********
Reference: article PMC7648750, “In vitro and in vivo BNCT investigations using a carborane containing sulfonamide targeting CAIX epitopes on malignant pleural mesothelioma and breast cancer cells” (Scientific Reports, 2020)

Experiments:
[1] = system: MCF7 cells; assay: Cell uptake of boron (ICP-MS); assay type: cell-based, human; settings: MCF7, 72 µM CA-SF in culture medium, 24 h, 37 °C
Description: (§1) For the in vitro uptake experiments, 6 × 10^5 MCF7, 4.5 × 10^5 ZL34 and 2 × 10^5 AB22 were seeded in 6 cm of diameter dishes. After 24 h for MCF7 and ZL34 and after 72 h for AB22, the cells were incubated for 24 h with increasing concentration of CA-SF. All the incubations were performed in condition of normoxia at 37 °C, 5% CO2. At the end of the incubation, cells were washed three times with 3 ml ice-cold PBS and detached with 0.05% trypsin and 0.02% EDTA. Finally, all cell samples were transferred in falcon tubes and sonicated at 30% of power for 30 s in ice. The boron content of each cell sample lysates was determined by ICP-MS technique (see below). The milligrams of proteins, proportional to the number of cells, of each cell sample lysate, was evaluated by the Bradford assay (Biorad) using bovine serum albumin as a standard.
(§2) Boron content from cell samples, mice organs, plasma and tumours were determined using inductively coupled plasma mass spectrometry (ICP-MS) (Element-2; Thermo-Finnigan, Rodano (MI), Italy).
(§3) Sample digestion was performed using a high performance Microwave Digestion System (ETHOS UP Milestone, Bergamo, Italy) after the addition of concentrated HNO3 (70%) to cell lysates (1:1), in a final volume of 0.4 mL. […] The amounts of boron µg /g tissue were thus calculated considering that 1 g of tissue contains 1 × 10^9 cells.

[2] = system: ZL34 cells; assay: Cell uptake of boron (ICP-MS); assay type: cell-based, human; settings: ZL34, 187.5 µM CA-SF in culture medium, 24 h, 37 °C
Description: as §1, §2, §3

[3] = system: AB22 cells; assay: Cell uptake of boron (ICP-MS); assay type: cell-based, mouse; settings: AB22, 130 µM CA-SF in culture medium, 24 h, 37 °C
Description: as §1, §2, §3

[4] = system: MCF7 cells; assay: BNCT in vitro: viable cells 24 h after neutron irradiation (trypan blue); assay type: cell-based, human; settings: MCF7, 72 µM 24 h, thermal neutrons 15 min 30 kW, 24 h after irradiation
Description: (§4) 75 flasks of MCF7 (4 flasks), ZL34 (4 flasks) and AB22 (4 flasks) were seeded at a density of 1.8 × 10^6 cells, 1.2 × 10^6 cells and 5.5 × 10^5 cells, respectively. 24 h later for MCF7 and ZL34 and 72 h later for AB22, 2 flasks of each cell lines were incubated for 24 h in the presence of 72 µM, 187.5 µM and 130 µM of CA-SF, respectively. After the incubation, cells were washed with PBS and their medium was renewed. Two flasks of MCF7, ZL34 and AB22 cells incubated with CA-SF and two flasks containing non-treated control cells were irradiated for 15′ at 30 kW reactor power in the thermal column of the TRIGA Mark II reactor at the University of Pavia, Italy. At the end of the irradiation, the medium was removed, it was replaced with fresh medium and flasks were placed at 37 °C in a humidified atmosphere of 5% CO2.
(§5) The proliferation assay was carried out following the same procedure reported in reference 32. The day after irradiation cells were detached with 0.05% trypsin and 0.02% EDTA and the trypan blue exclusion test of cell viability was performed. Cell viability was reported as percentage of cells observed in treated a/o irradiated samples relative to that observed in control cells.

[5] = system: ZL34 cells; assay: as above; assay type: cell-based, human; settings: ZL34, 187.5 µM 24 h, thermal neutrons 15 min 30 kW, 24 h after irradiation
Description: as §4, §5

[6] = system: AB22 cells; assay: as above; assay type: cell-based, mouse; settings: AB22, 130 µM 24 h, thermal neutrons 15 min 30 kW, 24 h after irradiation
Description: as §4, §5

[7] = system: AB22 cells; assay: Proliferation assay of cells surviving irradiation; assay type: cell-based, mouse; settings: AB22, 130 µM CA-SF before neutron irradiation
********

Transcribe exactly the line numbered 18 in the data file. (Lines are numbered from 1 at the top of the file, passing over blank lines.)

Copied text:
[7] = system: AB22 cells; assay: Proliferation assay of cells surviving irradiation; assay type: cell-based, mouse; settings: AB22, 130 µM CA-SF before neutron irradiation